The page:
The Catholic Church Magisterium has not committed to reading the first few chapters of Genesis (from Adam to Noah, at least) as historical / scientific account. Instead, both the Catholic Church and a growing segment of Protestants and Evangelicals, emphasize that scientific truth and the theological truth are compatible with each other. What has to be taken by faith is what those first chapters teach us about God's nature and our nature, and the Church Magisterium has the authority to interpret them accordingly.
The solution: identifying the genre of the Creation story, Adam and Eve, and the Flood story as theological truth cast in ancient Hebrew cosmology which in turn adopts elements of other mythologies of the Ancient Near East. Thus, we notice similarities of the Creation Story to Enûma Eliš and the Noah Story to the Epic of Gilgamesh. For example, this article shows some parallels.
The Hebrew author of Genesis thus was countering the theology embedded in the Mesopotamian myths by recasting the story in terms of Hebrew theology. In Hebrew theology, the True and Real God of the Universe (who also is the Personal God who chose Israel as His special people) created human being as His Imager In the World. Notice the big contrast to the Babylonian myth where their gods created human beings to be slaves for the gods. In the Hebrew author's hand, the story thus highly "upgraded" the status of human beings, and that's one of the key point of the Hebrew theology. (Note: see LBD entry on 'image of God' why the functional 'God's imager' is a better translation.)
Some quotes from a Catholic apologetics website article How to Read the First Chapter of Genesis quoting Pope John Paul II, Pope, Leo XIII, Pope Pius XII, and St. Augustine (emphasis mine):
The confusion over this issue, which Pope John Paul II addressed in 1996 in his highly publicized letter about evolution, boils down to the question of how to read the biblical creation account. In his letter, John Paul simply reiterated what the Magisterium has argued tirelessly since Leo XIII's Providentissimus Deus (1893): The author of Genesis did not intend to provide a scientific explanation of how God created the world. Unfortunately there are still biblical fundamentalists, Catholic and Protestant, who do not embrace this point.
When Christ said that the mustard seed was the smallest of seeds — and it is about the size of a speck of dust — He was not laying down a principle of botany. In fact, botanists tell us there are smaller seeds. Our Lord was simply talking to the men of His time in their own language, and with reference to their own experience. Similarly, the Hebrew word for "day" used in Genesis ("yom") can mean a 24-hour day, or a longer period. Hence the warning of Pius XII in Divino Afflante Spiritu (1943), that the true sense of a biblical passage is not always obvious. The sacred authors wrote in the idioms of their time and place.
As Catholics, we must believe that every word of Scripture is inspired by the Holy Spirit, a claim the Church will not make even for her infallible pronouncements. However, we must not imagine the biblical authors as going into a trance and taking automatic dictation in a "pure" language untouched by historical contingency. Rather, God made full use of the writers habits of mind and expression. It's the old mystery of grace and free will.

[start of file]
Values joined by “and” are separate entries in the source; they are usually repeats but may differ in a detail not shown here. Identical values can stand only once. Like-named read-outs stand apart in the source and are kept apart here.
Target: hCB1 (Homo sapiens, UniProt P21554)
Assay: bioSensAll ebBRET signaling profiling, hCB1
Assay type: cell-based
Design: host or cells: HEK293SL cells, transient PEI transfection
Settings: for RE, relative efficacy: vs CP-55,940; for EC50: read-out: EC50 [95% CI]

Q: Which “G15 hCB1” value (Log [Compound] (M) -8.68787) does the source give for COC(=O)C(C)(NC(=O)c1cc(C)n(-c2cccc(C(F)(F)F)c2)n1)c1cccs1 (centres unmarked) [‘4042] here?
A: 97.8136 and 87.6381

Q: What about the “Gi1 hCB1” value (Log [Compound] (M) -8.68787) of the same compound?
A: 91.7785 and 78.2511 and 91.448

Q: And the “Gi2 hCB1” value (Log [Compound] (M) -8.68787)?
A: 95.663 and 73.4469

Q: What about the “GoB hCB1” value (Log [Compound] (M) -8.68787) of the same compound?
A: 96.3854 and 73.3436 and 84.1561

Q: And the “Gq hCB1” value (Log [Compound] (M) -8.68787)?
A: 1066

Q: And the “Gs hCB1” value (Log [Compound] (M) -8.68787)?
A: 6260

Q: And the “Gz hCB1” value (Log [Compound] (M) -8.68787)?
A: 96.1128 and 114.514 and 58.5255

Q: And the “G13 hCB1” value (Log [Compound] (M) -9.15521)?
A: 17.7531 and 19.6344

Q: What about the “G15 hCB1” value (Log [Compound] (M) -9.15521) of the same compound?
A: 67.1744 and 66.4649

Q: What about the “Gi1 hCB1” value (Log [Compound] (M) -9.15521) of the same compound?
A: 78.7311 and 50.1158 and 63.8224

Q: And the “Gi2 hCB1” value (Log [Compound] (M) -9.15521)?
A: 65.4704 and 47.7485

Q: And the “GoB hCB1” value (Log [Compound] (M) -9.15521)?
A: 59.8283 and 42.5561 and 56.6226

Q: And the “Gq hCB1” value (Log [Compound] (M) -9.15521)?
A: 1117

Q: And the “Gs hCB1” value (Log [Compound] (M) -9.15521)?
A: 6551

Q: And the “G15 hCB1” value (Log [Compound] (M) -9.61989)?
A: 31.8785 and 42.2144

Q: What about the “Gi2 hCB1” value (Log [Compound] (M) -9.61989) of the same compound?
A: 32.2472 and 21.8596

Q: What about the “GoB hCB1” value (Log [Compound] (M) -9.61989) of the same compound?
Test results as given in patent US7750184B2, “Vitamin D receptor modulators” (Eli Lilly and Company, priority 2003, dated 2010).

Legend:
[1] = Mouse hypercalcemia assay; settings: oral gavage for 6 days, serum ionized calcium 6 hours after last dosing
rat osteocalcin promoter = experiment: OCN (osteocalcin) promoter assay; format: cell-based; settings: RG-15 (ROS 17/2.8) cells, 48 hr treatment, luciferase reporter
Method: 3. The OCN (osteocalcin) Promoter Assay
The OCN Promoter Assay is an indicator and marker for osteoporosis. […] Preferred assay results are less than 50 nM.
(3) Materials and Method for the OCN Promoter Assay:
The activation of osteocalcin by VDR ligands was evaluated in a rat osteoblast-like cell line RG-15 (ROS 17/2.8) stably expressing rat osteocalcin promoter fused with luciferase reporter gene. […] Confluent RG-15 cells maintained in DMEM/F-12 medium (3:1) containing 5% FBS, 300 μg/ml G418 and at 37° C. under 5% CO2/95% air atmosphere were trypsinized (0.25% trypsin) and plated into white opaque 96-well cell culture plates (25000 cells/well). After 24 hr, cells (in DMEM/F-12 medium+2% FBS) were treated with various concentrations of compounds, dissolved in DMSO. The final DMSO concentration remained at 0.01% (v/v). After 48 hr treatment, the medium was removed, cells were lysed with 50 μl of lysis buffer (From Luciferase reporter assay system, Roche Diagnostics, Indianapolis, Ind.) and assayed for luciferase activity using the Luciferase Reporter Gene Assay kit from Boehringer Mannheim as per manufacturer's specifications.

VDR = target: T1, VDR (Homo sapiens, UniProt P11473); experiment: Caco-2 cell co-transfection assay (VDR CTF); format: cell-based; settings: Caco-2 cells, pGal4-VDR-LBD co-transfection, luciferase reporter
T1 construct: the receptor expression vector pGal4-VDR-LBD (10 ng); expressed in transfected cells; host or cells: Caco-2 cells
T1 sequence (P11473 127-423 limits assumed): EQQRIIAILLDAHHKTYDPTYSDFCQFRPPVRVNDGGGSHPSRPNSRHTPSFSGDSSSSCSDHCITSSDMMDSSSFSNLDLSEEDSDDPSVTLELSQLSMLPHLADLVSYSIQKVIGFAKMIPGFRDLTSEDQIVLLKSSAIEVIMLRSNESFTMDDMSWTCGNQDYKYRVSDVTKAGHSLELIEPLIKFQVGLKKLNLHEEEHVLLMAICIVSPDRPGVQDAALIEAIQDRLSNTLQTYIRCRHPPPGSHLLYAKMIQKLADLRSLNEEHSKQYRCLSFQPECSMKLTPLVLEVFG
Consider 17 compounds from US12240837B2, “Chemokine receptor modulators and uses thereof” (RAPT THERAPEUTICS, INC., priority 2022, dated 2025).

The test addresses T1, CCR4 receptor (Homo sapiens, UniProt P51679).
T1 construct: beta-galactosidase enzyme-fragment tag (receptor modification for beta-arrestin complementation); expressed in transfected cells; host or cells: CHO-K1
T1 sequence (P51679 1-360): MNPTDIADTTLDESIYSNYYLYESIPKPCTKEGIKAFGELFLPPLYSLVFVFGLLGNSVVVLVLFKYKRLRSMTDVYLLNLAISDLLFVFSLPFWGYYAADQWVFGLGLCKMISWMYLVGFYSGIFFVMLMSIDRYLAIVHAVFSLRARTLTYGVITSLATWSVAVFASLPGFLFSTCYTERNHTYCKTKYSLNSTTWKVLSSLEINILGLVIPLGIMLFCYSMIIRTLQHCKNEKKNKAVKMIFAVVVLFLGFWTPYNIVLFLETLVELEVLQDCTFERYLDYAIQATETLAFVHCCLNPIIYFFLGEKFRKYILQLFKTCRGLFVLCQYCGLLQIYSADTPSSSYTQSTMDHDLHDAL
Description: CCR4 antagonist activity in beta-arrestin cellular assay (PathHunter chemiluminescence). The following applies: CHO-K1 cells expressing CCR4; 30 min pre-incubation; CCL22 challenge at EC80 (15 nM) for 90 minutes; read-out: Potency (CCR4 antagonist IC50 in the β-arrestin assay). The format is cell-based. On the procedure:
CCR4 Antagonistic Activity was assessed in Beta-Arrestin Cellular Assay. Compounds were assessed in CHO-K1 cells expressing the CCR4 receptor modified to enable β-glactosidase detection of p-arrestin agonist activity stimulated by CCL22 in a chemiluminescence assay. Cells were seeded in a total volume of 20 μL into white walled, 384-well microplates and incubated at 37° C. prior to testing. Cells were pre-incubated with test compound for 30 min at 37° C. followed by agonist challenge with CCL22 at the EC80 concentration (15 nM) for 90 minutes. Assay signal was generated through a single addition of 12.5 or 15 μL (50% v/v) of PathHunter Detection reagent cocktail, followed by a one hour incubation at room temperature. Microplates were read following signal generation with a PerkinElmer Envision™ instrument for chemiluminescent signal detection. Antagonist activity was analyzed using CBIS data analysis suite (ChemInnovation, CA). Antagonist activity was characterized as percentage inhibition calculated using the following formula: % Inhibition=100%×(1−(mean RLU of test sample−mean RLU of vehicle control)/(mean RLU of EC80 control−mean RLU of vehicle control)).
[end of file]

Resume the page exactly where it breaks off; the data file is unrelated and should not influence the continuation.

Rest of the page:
A modern reader of Genesis must bear in mind the principles of biblical exegesis laid down by St. Augustine in his great work De Genesi Ad Litteram (On the Literal Interpretation of Genesis). Augustine taught that whenever reason established with certainty a fact about the physical world, seemingly contrary statements in the Bible must be interpreted accordingly. He opposed the idea of a "Christian account" of natural phenomena in opposition to what could be known by science. He viewed such accounts as "most deplorable and harmful, and to be avoided at any cost," because on hearing them the non-believer "could hardly hold his laughter on seeing, as the saying goes, the error rise sky-high."
But the Magisterium did clarify the boundaries of acceptable position in this Catholic Answers article Adam, Eve, and Evolution, specifically ruling that "the human race have to descend from an original pair of two human beings" to preserve the doctrine of original sin:
In this regard, Pope Pius XII stated: “When, however, there is question of another conjectural opinion, namely polygenism, the children of the Church by no means enjoy such liberty. For the faithful cannot embrace that opinion which maintains either that after Adam there existed on this earth true men who did not take their origin through natural generation from him as from the first parents of all, or that Adam represents a certain number of first parents. Now, it is in no way apparent how such an opinion can be reconciled that which the sources of revealed truth and the documents of the teaching authority of the Church proposed with regard to original sin which proceeds from a sin actually committed by an individual Adam in which through generation is passed onto all and is in everyone as his own” (Humani Generis 37).